Saturday, May 14, 2016


Quid Pro Quo: Clinton Foundation Gave Money To For-Profit Company Run By Clinton Friends
If you ever have seen Godfather Part II, you know the line by Johnny Ola “Hyman Roth always makes money for his partners…Hyman Roth is the only one left, because he always made money for his partners.” Well, that ethos seems to be the same when it comes to the Clintons and their Foundation, except they give money to their partners, who also happen to be their friends, who also happen to run for-profit companies. Under federal law, non-profit, tax-exempt organizations aren’t suppose to act on the private interests, but these are the Clintons. They play by their own rules.

The Clinton Foundation is back in the news. This time for doling out $2 million to a for-profit company run by friends of the family, who also got an endorsement from Bill Clinton for a federal grant from the Department of Energy (via WSJ):
The Clinton Global Initiative, which arranges donations to help solve the world’s problems, set up a financial commitment that benefited a for-profit company part-owned by people with ties to the Clintons, including a current and a former Democratic official and a close friend of former President Bill Clinton. 
The $2 million commitment was placed on the agenda for a September 2010 conference of the Clinton Global Initiative at Mr. Clinton’s urging, according to a document from the period and people familiar with the matte
Mr. Clinton also personally endorsed the company, Energy Pioneer Solutions Inc., to then-Energy Secretary Steven Chu for a federal grant that year, said people with knowledge of the endorsement.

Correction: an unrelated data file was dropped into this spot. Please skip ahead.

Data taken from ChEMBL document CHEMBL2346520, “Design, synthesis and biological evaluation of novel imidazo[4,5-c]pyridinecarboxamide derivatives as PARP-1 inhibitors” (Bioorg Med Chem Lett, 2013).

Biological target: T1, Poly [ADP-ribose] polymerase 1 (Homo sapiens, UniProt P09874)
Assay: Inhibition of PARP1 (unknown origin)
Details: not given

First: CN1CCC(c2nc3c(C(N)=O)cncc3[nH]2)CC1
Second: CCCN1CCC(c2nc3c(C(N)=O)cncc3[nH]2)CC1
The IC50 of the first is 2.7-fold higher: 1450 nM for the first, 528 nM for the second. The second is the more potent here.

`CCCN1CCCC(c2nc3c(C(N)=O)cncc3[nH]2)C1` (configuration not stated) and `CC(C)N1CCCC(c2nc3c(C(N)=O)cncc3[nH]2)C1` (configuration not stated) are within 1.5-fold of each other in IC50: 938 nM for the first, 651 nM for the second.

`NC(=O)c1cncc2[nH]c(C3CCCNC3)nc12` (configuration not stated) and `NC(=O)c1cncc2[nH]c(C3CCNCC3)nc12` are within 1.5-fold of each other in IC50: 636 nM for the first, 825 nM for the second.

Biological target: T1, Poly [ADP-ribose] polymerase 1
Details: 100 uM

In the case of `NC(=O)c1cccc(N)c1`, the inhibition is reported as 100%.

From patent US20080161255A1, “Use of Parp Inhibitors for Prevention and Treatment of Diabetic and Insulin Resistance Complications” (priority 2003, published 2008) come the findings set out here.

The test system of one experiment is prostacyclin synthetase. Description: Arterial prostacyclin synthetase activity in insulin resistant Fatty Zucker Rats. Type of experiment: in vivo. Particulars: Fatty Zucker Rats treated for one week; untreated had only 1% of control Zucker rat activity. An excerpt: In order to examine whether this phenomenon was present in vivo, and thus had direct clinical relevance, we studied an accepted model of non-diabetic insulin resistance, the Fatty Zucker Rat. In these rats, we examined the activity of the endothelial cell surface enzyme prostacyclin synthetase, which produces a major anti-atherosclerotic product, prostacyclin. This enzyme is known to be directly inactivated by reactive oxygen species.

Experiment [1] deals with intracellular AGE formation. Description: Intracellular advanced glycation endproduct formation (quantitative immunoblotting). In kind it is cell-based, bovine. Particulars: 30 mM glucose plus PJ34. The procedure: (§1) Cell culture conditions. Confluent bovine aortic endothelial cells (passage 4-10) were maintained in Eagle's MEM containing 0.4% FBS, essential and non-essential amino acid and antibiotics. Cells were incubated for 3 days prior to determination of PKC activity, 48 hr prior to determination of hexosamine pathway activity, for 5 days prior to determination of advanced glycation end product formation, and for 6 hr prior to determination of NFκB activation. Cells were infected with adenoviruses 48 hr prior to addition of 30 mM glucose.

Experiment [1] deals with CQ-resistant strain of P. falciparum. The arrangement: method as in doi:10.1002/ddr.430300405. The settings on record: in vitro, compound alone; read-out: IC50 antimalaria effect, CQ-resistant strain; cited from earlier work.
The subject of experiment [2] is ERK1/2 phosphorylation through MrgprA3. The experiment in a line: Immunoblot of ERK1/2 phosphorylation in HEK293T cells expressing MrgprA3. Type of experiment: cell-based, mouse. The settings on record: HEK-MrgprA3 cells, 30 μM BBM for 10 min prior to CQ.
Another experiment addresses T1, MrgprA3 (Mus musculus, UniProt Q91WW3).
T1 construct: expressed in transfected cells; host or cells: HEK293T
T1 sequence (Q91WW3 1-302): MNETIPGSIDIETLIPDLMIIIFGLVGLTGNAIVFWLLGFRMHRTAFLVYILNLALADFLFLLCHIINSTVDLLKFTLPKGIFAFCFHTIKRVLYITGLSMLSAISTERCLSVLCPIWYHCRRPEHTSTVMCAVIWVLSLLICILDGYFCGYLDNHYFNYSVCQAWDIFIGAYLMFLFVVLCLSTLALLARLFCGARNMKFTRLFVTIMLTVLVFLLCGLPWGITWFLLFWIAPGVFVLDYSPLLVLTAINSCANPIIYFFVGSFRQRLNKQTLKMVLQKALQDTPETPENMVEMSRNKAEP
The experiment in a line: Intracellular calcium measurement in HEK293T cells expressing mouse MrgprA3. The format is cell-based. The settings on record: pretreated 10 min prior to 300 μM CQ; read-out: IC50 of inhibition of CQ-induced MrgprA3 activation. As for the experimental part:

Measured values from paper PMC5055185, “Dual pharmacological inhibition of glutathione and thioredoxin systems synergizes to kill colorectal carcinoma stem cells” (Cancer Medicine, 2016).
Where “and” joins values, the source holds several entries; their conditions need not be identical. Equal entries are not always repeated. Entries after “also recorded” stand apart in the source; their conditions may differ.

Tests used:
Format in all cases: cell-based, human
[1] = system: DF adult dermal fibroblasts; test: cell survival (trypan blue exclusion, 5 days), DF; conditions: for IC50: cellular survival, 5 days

[…]

The Clinton Global Initiative’s help for a for-profit company part-owned by Clinton friends poses a different issue. Under federal law, tax-exempt charitable organizations aren’t supposed to act in anyone’s private interest but instead in the public interest, on broad issues such as education or poverty.
[…]
The commitment was a late addition to the agenda for the September 2010 conference, internal Clinton Foundation documents reviewed by the Journal show.
According to one document, about two weeks before the conference, Ms. Samuel contacted an official in the Clinton Foundation’s commitments office and said Mr. Clinton wanted to feature her commitment to Energy Pioneer Solutions at that month’s gathering. Ms. Samuel’s spokesman didn’t respond to a question about that.
One of Mr. Clinton’s top advisers at the time, Doug Band, tried to prevent the commitment from being added to the agenda as an onstage event in the weeks prior to the conference, according to a document reviewed by the Journal.
The commitment was entered into a database on the Clinton Global Initiative website. A few months later, it was removed.
The reason was to avoid calling attention to Mr. Clinton’s friendship with one company co-owner, Ms. McMahon, and to protect the integrity of Mr. Clinton and the Clinton Global Initiative, according to people familiar with the matter.
The Clinton Foundation spokesman said the information was withheld at the request of Ms. Samuel, the announced provider of the commitment. Her spokesman didn’t respond to a question on that.
After the Journal asked about the absence from the database, the Clinton Foundation said it was making a policy change and would publish all previously unpublished commitments and all future ones.
[…]
At the U.S. Energy Department, which had a grant program to encourage innovative approaches to weatherizing low-income people’s homes, giving a grant to a for-profit company was rare but permitted, said T.J. Hansell, a former contractor to the agency who worked on the program. An Energy Department spokeswoman declined to comment.
An Energy Department news release in 2010 announcing a grant to Energy Pioneer Solutions called it “a women-owned small business,” repeating language in the company’s application, which the Journal obtained under the Freedom of Information Act. Mr. Kleeb, the company’s founder and 29% owner, didn’t respond to a question on why it described itself as women-owned.



Oh, and it shouldn’t shock anyone that some of the owners of Energy Pioneer Solutions, Inc., like Mark Weiner, are donors to the Clinton Foundation. Hillary Clinton has paid Weiner’s company millions for campaign swag in her 2008 and 2016 presidential bids.